The facts of this case indicated that the plaintiff had been found on the restroom floor, next to a urinal that had occasionally malfunctioned by overflowing. There were no substances found on the floor aside from the plaintiff’s blood.

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The California Court of Appeal recently addressed whether the owner of a restaurant owed a duty to protect against harm caused by removing a snow grate. In this opinion, the court emphasized the balancing test of the foreseeability of harm against the burden imposed on a proprietor to protect against potential harm. In this case, the lower court had held the owner had no duty to take additional preventative measures, since third parties had not formerly removed the grate. The appellate court affirmed the judgment in favor of the restaurant, holding that the plaintiff had not shown the removal of the grate was reasonably foreseeable, and therefore, there was no triable issue regarding the owner’s duty to undertake preventative measures.

After falling through a snow grate that had been removed near the entrance and exit to a restaurant, the plaintiff in this case brought causes of action against the restaurant owner for negligence and premises liability. In his complaint, the plaintiff alleged the owner breached its duty to avoid harm to patrons. The complaint also alleged that it was reasonably foreseeable that third parties would engage in pranks, vandalism, or malicious conduct, unless the premises were secured, since the premises had a history of such misconduct.

The facts indicated that individuals congregated near the public door on the deck, removed the snow grate, and exposed the opening in the deck. This opening is where the plaintiff fell when he stepped out of the door, about nine seconds after the grate was removed.  Security guards were on duty that evening, but they did not see the fall take place.

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In a recent unpublished opinion regarding an underlying premises liability lawsuit, the California Court of Appeal upheld a judgment in favor of a Southern California supermarket chain after the plaintiff alleged a defective floor caused her to slip and fall and suffer injuries. The court reviewed the evidence presented before the trial court, relying on the rule of law that states that property owners are not responsible for defects that are deemed “trivial” as a matter of law.  In this lawsuit, the plaintiff had not shown the defect to be material, and her opposition to the defendant supermarket’s motion for summary judgment did not create a triable issue of material fact.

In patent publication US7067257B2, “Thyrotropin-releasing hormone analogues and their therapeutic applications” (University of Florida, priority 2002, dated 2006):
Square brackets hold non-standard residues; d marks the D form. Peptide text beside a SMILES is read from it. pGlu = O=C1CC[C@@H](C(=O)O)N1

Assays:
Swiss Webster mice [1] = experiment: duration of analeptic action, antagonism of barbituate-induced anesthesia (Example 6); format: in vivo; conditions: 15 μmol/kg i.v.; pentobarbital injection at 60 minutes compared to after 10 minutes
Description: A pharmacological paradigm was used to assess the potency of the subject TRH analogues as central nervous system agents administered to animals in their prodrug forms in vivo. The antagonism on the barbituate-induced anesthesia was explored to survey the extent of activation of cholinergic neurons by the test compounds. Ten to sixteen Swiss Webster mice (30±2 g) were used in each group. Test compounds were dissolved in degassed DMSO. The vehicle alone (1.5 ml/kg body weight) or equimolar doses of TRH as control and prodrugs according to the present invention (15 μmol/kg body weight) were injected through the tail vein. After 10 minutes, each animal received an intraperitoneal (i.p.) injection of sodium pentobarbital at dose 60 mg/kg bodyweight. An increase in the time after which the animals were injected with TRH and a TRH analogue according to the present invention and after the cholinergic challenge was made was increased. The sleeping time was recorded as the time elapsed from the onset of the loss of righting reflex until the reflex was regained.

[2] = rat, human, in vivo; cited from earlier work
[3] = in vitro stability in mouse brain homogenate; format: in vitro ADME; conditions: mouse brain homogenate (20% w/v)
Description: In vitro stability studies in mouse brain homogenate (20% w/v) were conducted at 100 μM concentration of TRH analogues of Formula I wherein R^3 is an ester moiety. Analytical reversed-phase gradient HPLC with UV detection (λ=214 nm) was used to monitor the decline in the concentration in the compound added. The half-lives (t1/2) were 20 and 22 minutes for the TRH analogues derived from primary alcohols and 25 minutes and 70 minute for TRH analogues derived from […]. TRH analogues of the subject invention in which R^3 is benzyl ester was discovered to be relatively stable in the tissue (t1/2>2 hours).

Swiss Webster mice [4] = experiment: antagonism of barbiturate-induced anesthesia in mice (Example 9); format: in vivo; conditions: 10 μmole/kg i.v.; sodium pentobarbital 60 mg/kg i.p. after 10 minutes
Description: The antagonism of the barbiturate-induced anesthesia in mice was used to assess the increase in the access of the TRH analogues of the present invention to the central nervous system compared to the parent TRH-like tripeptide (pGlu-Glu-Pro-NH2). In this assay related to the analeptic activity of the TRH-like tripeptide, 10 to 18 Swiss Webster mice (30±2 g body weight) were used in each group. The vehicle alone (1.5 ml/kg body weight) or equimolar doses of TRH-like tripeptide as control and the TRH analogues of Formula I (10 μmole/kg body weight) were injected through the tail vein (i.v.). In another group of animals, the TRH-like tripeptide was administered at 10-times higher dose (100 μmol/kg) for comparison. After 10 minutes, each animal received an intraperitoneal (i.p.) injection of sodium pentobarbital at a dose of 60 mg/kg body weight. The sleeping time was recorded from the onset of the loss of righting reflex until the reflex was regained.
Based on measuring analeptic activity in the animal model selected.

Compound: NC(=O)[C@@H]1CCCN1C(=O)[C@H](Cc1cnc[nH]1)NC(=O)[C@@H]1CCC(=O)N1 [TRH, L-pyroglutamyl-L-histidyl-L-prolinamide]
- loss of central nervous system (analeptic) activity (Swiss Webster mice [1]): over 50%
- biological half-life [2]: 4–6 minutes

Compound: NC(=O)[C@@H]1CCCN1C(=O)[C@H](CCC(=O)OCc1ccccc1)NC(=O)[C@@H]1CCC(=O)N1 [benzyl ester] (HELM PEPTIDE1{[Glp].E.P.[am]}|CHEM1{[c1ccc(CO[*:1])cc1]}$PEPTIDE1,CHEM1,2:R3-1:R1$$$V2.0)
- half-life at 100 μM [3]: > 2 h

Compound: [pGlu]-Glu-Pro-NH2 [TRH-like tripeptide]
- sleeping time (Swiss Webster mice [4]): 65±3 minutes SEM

The plaintiff brought a lawsuit against Hughes Markets, Inc. dba Ralphs. She alleged premises liability and negligence. Ralphs moved for summary judgment, which was granted by the trial court. The plaintiff appealed.

The facts indicated that while the plaintiff was exiting a Ralphs Store in Sherman Oaks, she slipped and fell.  She filed this complaint and contended that the floor was uneven and defective. In their summary judgment motion, Ralphs argued the floor defect was trivial as a matter of law. They supported their motion with a declaration of the former store manager, who had inspected and measured the floor.  The plaintiff relied on a declaration by a civil engineer in support of her opposition to summary judgment. Ralphs alleged that they could not be found liable because there was no condition that created a substantial risk of injury. They argued that the floor defect was trivial.

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In a recent opinion, the California Court of Appeals upheld summary judgment in favor of a fitness center following allegations of gross negligence after an individual slipped and fell in the shower facilities. The court held there were no genuine issues of material fact, and the Release and Waiver of Liability and Indemnity was valid and a complete defense to the negligence cause of action that was alleged in the first amended complaint.

Plaintiff Kirk Anderson, in his early 60s, signed a membership agreement at L.A. Fitness, a health club in Glendale.  The language of the agreement included a release and waiver of liability and indemnity.  He suffered injuries at the health club when he went to shower and slipped and fell on the floor, eventually requiring surgery to repair his humerus.